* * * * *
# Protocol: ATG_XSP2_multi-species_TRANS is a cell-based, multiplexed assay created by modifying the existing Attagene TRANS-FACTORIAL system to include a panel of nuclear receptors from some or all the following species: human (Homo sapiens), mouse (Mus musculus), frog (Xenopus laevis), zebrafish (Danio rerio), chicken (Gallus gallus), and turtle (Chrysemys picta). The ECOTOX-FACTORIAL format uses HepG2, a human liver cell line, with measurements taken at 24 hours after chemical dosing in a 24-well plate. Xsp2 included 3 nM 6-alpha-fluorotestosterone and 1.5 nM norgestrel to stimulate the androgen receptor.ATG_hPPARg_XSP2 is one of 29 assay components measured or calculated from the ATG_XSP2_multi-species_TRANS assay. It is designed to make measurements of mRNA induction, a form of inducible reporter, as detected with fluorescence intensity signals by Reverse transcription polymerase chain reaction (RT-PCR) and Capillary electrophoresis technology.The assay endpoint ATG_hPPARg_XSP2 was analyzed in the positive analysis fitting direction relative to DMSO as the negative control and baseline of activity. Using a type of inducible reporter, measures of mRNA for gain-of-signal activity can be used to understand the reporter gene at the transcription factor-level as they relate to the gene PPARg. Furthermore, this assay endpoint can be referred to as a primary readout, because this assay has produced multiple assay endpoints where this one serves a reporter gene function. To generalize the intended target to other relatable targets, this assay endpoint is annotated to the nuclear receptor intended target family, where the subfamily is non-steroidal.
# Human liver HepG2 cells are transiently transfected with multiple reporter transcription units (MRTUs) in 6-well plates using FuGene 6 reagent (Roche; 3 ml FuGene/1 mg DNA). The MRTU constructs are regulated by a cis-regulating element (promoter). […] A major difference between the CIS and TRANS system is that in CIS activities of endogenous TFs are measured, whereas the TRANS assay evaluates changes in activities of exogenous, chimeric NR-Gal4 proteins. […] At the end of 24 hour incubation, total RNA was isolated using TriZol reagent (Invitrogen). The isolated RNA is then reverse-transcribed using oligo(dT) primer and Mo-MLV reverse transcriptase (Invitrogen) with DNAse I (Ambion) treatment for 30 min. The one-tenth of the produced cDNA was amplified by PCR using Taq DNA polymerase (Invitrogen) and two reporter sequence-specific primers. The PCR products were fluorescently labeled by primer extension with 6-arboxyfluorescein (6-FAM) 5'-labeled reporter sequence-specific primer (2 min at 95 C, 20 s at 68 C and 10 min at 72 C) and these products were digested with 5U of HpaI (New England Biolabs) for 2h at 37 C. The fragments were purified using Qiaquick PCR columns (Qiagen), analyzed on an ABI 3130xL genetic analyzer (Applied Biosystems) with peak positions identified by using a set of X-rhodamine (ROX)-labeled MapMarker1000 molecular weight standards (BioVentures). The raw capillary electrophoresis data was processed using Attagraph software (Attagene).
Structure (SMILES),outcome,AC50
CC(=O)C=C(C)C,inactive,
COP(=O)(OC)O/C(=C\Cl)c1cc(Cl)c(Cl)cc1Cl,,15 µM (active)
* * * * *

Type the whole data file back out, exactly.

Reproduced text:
# Protocol: ATG_XSP2_multi-species_TRANS is a cell-based, multiplexed assay created by modifying the existing Attagene TRANS-FACTORIAL system to include a panel of nuclear receptors from some or all the following species: human (Homo sapiens), mouse (Mus musculus), frog (Xenopus laevis), zebrafish (Danio rerio), chicken (Gallus gallus), and turtle (Chrysemys picta). The ECOTOX-FACTORIAL format uses HepG2, a human liver cell line, with measurements taken at 24 hours after chemical dosing in a 24-well plate. Xsp2 included 3 nM 6-alpha-fluorotestosterone and 1.5 nM norgestrel to stimulate the androgen receptor.ATG_hPPARg_XSP2 is one of 29 assay components measured or calculated from the ATG_XSP2_multi-species_TRANS assay. It is designed to make measurements of mRNA induction, a form of inducible reporter, as detected with fluorescence intensity signals by Reverse transcription polymerase chain reaction (RT-PCR) and Capillary electrophoresis technology.The assay endpoint ATG_hPPARg_XSP2 was analyzed in the positive analysis fitting direction relative to DMSO as the negative control and baseline of activity. Using a type of inducible reporter, measures of mRNA for gain-of-signal activity can be used to understand the reporter gene at the transcription factor-level as they relate to the gene PPARg. Furthermore, this assay endpoint can be referred to as a primary readout, because this assay has produced multiple assay endpoints where this one serves a reporter gene function. To generalize the intended target to other relatable targets, this assay endpoint is annotated to the nuclear receptor intended target family, where the subfamily is non-steroidal.
# Human liver HepG2 cells are transiently transfected with multiple reporter transcription units (MRTUs) in 6-well plates using FuGene 6 reagent (Roche; 3 ml FuGene/1 mg DNA). The MRTU constructs are regulated by a cis-regulating element (promoter). […] A major difference between the CIS and TRANS system is that in CIS activities of endogenous TFs are measured, whereas the TRANS assay evaluates changes in activities of exogenous, chimeric NR-Gal4 proteins. […] At the end of 24 hour incubation, total RNA was isolated using TriZol reagent (Invitrogen). The isolated RNA is then reverse-transcribed using oligo(dT) primer and Mo-MLV reverse transcriptase (Invitrogen) with DNAse I (Ambion) treatment for 30 min. The one-tenth of the produced cDNA was amplified by PCR using Taq DNA polymerase (Invitrogen) and two reporter sequence-specific primers. The PCR products were fluorescently labeled by primer extension with 6-arboxyfluorescein (6-FAM) 5'-labeled reporter sequence-specific primer (2 min at 95 C, 20 s at 68 C and 10 min at 72 C) and these products were digested with 5U of HpaI (New England Biolabs) for 2h at 37 C. The fragments were purified using Qiaquick PCR columns (Qiagen), analyzed on an ABI 3130xL genetic analyzer (Applied Biosystems) with peak positions identified by using a set of X-rhodamine (ROX)-labeled MapMarker1000 molecular weight standards (BioVentures). The raw capillary electrophoresis data was processed using Attagraph software (Attagene).
Structure (SMILES),outcome,AC50
CC(=O)C=C(C)C,inactive,
COP(=O)(OC)O/C(=C\Cl)c1cc(Cl)c(Cl)cc1Cl,,15 µM (active)